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So, I've never done a sizable WPF project before now, but this one has me wondering; What's up with WPF classes not implementing IDisposable? By comparison, all of the UI elements in Windows Forms implement IDisposable, to assure they get rid of the underlying handles and such.

I think the same Windows objects are under the covers there, and those resources have to be released; so, how is WPF doing that?

Is there anything I need to be doing with my WPF Window objects beyond Close()ing them?

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Related to: stackoverflow.com/questions/254271/… – David Brabant May 14 '12 at 13:00
    
@DavidBrabant Some good info there, too. – Andrew Barber May 14 '12 at 13:06
up vote 16 down vote accepted

WinForms controls have handles because they are wrappers around Win32 controls. WPF controls are not (well, windows are, but the controls they host are not). The reason is that, after all, a WPF window is just a Direct3D rendering context, and all controls are just a bunch of triangles. So, they don't need to be actually registered to the OS, and therefore, they don't have handles (except windows and anything that inherits from HwndHost, of course, which are Win32 objects).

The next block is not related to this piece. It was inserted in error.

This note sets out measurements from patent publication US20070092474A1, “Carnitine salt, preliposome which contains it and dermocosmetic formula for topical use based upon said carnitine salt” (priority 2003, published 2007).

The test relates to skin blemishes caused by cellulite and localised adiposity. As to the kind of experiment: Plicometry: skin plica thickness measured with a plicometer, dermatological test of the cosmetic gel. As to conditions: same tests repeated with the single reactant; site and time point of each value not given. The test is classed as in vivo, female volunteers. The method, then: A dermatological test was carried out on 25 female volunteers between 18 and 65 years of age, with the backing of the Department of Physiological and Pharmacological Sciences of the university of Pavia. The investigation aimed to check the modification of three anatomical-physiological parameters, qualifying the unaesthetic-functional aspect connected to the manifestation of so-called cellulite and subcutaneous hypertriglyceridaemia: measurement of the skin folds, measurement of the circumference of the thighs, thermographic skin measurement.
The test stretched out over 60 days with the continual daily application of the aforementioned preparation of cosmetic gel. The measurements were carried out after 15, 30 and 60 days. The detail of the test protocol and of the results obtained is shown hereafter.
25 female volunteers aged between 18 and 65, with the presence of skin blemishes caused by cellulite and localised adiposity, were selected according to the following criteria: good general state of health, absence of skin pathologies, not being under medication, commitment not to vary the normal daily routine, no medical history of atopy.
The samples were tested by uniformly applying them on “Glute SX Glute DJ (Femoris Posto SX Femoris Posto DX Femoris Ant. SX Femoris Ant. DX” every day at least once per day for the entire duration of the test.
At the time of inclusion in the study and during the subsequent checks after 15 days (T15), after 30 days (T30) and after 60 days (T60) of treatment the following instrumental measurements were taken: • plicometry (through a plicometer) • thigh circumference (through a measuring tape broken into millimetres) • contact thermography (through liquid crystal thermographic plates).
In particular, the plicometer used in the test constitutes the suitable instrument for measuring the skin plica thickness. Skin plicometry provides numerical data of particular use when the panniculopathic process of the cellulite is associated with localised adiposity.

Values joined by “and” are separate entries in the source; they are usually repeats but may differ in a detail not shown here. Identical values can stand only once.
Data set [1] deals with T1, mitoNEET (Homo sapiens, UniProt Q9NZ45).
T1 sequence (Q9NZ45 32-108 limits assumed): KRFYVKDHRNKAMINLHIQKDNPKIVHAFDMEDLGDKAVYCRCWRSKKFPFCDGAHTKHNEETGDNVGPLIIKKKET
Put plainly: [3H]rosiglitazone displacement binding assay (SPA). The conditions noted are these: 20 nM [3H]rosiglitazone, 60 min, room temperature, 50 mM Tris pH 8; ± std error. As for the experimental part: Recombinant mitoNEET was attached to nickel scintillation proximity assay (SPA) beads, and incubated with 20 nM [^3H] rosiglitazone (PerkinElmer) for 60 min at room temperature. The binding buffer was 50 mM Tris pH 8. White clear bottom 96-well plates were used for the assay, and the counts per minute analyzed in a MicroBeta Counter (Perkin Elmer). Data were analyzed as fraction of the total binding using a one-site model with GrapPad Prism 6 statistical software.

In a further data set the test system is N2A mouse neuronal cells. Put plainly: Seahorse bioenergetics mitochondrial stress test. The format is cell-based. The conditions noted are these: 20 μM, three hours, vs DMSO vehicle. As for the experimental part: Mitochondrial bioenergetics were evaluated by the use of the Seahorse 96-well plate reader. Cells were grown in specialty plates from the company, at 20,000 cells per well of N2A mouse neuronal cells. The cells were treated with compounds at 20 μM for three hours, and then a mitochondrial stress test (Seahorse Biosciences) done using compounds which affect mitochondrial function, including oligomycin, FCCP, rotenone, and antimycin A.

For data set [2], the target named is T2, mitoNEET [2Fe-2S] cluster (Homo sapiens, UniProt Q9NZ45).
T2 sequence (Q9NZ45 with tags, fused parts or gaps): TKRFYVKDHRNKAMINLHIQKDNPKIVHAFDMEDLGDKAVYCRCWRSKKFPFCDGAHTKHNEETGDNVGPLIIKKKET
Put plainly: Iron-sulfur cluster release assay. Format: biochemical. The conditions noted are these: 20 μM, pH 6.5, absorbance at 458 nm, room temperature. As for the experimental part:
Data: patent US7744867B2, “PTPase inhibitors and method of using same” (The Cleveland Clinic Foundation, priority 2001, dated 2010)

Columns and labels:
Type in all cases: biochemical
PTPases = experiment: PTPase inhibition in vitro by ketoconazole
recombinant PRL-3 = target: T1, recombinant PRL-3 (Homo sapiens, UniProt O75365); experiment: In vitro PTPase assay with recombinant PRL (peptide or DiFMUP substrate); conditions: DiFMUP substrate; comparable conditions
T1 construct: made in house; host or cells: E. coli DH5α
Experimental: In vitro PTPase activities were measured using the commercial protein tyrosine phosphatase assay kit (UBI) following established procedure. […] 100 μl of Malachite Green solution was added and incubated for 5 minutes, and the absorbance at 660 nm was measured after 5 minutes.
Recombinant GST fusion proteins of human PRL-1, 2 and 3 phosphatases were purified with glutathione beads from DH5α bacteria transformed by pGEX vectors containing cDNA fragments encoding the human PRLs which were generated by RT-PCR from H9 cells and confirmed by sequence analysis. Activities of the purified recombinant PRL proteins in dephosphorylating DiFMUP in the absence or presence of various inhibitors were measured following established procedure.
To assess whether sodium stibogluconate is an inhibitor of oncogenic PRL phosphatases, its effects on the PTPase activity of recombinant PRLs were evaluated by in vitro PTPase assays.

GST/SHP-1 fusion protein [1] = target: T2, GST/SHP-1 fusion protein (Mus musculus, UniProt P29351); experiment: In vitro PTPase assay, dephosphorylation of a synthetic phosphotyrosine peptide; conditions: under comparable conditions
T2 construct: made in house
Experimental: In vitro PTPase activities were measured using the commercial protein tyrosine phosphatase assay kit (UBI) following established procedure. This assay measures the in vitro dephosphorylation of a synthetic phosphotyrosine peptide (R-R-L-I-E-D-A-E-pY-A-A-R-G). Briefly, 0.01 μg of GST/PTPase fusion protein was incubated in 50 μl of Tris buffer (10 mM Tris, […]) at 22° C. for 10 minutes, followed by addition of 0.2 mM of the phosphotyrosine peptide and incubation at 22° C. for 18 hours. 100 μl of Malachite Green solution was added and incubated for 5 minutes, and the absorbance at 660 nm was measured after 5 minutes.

That's why there's such a sizeable interop layer between WPF and WinForms: WPF controls simply aren't Windows objects.

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I'm not familiar with WPF, but I would expect that an another important aspect is that WPF uses a weak-event handler. In some ways, I would consider that more important, since abandoned objects which hold references to Win32 controls can use finalizers to notify Windows that those controls are no longer needed, but abandoned subscribers to "strong" events from long-lived publishers will not be collected during the lifetime of those event publishers. – supercat May 14 '12 at 15:06
    
All WPF elements on the screen are ultimately backed by a HWND. When you create a WPF Window, WPF creates a top-level HWND, and uses an HwndSource to put the Window and its WPF content inside the HWND. The rest of your WPF content in the application shares that singular HWND. – John Peters Oct 22 '14 at 22:33

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